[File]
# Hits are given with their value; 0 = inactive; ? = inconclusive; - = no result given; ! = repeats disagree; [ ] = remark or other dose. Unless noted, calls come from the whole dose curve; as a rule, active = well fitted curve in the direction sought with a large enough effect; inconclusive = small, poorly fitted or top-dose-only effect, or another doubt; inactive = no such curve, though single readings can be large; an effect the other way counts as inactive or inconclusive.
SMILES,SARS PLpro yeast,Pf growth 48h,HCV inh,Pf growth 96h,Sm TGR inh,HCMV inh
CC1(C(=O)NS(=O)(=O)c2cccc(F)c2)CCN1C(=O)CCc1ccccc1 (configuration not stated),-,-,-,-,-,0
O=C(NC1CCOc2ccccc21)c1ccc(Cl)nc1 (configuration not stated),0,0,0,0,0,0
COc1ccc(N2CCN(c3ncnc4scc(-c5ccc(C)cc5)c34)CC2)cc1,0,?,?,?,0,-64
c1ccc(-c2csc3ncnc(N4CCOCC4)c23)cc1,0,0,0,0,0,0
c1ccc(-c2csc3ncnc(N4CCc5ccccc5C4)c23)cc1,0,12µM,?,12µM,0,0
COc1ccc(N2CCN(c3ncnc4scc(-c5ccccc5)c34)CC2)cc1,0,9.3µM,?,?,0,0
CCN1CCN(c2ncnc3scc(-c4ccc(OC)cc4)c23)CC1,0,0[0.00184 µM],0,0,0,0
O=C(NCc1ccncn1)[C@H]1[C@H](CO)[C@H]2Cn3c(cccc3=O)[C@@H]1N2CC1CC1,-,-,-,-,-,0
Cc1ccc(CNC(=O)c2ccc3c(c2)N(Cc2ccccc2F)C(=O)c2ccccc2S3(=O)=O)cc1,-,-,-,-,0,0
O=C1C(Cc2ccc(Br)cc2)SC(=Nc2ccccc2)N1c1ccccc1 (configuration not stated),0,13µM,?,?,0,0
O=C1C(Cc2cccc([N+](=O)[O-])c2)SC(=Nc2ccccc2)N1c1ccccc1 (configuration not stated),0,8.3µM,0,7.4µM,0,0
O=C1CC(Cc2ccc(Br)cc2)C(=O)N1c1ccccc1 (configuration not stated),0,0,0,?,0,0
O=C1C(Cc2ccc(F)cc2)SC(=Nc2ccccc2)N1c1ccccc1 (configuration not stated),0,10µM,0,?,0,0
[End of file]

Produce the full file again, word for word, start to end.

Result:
# Hits are given with their value; 0 = inactive; ? = inconclusive; - = no result given; ! = repeats disagree; [ ] = remark or other dose. Unless noted, calls come from the whole dose curve; as a rule, active = well fitted curve in the direction sought with a large enough effect; inconclusive = small, poorly fitted or top-dose-only effect, or another doubt; inactive = no such curve, though single readings can be large; an effect the other way counts as inactive or inconclusive.
SMILES,SARS PLpro yeast,Pf growth 48h,HCV inh,Pf growth 96h,Sm TGR inh,HCMV inh
CC1(C(=O)NS(=O)(=O)c2cccc(F)c2)CCN1C(=O)CCc1ccccc1 (configuration not stated),-,-,-,-,-,0
O=C(NC1CCOc2ccccc21)c1ccc(Cl)nc1 (configuration not stated),0,0,0,0,0,0
COc1ccc(N2CCN(c3ncnc4scc(-c5ccc(C)cc5)c34)CC2)cc1,0,?,?,?,0,-64
c1ccc(-c2csc3ncnc(N4CCOCC4)c23)cc1,0,0,0,0,0,0
c1ccc(-c2csc3ncnc(N4CCc5ccccc5C4)c23)cc1,0,12µM,?,12µM,0,0
COc1ccc(N2CCN(c3ncnc4scc(-c5ccccc5)c34)CC2)cc1,0,9.3µM,?,?,0,0
CCN1CCN(c2ncnc3scc(-c4ccc(OC)cc4)c23)CC1,0,0[0.00184 µM],0,0,0,0
O=C(NCc1ccncn1)[C@H]1[C@H](CO)[C@H]2Cn3c(cccc3=O)[C@@H]1N2CC1CC1,-,-,-,-,-,0
Cc1ccc(CNC(=O)c2ccc3c(c2)N(Cc2ccccc2F)C(=O)c2ccccc2S3(=O)=O)cc1,-,-,-,-,0,0
O=C1C(Cc2ccc(Br)cc2)SC(=Nc2ccccc2)N1c1ccccc1 (configuration not stated),0,13µM,?,?,0,0
O=C1C(Cc2cccc([N+](=O)[O-])c2)SC(=Nc2ccccc2)N1c1ccccc1 (configuration not stated),0,8.3µM,0,7.4µM,0,0
O=C1CC(Cc2ccc(Br)cc2)C(=O)N1c1ccccc1 (configuration not stated),0,0,0,?,0,0
O=C1C(Cc2ccc(F)cc2)SC(=Nc2ccccc2)N1c1ccccc1 (configuration not stated),0,10µM,0,?,0,0